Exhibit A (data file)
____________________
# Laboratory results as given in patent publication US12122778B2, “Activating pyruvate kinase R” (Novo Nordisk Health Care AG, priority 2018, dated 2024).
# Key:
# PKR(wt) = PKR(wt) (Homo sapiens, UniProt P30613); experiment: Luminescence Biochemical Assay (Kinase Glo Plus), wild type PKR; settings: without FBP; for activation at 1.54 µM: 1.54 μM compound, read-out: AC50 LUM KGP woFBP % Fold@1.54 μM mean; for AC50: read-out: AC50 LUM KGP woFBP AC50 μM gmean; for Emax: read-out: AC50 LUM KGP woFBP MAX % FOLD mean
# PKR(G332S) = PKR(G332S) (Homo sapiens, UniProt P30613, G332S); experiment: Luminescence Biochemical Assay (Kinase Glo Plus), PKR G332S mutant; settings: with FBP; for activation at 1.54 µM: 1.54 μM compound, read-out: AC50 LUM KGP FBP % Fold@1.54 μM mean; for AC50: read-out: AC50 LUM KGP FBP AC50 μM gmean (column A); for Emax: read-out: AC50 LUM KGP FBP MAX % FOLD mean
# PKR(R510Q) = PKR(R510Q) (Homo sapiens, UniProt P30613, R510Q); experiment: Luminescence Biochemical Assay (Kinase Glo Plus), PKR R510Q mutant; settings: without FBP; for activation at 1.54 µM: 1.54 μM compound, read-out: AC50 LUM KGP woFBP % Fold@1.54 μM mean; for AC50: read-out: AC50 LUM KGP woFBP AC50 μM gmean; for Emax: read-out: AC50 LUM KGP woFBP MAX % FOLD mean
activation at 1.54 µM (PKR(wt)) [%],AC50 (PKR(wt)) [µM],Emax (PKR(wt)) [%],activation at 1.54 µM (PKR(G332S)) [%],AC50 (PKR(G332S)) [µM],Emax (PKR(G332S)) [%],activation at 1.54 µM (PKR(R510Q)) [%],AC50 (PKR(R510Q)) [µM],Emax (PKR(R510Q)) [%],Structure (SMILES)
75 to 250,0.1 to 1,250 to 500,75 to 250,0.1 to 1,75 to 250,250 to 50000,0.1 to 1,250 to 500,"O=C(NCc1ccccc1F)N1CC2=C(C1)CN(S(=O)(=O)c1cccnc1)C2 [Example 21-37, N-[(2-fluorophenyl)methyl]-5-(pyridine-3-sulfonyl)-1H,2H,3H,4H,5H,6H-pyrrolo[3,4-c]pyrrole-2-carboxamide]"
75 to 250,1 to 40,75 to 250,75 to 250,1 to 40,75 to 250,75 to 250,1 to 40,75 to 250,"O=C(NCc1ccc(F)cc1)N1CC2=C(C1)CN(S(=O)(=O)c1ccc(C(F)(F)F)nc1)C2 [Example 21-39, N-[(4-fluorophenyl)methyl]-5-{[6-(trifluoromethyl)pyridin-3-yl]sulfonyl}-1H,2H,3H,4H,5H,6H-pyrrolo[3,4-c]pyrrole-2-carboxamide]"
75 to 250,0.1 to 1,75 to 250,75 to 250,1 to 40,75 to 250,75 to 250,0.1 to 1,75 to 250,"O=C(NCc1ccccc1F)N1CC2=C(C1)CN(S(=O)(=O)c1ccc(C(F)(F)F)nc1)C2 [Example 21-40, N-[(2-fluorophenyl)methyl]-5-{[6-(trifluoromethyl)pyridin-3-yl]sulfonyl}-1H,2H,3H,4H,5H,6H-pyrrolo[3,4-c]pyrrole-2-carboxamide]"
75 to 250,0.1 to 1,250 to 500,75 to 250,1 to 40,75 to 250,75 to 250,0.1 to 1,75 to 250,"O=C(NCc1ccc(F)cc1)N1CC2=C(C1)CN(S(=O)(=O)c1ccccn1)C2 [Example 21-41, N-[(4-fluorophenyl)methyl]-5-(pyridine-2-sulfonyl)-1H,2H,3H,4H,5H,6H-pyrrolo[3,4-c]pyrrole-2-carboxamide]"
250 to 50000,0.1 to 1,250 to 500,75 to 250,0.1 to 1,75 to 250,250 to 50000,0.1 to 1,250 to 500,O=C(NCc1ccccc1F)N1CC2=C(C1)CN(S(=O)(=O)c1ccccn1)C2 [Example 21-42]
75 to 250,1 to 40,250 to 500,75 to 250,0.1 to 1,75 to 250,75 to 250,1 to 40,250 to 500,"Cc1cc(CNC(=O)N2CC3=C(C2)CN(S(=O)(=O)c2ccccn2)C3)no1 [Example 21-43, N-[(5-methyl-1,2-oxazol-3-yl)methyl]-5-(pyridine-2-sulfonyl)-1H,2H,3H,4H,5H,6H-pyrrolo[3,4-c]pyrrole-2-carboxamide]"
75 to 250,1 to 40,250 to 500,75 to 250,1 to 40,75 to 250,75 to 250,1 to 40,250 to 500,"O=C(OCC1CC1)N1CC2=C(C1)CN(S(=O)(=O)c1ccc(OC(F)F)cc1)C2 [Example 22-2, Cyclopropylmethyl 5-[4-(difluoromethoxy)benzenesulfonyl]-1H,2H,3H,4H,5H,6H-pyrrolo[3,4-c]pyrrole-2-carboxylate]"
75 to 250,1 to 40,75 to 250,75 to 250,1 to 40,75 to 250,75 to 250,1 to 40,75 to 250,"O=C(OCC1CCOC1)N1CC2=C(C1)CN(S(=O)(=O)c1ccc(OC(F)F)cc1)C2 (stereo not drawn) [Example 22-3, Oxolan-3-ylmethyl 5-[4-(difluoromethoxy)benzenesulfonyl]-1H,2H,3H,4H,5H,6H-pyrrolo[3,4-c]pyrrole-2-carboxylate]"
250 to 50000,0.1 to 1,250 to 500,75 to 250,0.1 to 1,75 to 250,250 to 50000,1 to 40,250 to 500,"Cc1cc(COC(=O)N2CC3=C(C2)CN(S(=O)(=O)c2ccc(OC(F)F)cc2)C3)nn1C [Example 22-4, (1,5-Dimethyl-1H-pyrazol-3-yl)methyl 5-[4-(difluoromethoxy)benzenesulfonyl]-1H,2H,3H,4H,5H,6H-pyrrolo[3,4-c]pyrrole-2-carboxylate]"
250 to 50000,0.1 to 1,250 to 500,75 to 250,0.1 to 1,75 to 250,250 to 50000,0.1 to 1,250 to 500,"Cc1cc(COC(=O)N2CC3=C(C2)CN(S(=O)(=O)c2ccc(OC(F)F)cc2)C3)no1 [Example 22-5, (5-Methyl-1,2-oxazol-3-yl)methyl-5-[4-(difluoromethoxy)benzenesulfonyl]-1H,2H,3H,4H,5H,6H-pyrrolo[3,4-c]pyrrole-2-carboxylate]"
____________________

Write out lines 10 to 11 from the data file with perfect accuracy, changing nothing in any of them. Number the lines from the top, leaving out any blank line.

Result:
75 to 250,0.1 to 1,250 to 500,75 to 250,1 to 40,75 to 250,75 to 250,0.1 to 1,75 to 250,"O=C(NCc1ccc(F)cc1)N1CC2=C(C1)CN(S(=O)(=O)c1ccccn1)C2 [Example 21-41, N-[(4-fluorophenyl)methyl]-5-(pyridine-2-sulfonyl)-1H,2H,3H,4H,5H,6H-pyrrolo[3,4-c]pyrrole-2-carboxamide]"
250 to 50000,0.1 to 1,250 to 500,75 to 250,0.1 to 1,75 to 250,250 to 50000,0.1 to 1,250 to 500,O=C(NCc1ccccc1F)N1CC2=C(C1)CN(S(=O)(=O)c1ccccn1)C2 [Example 21-42]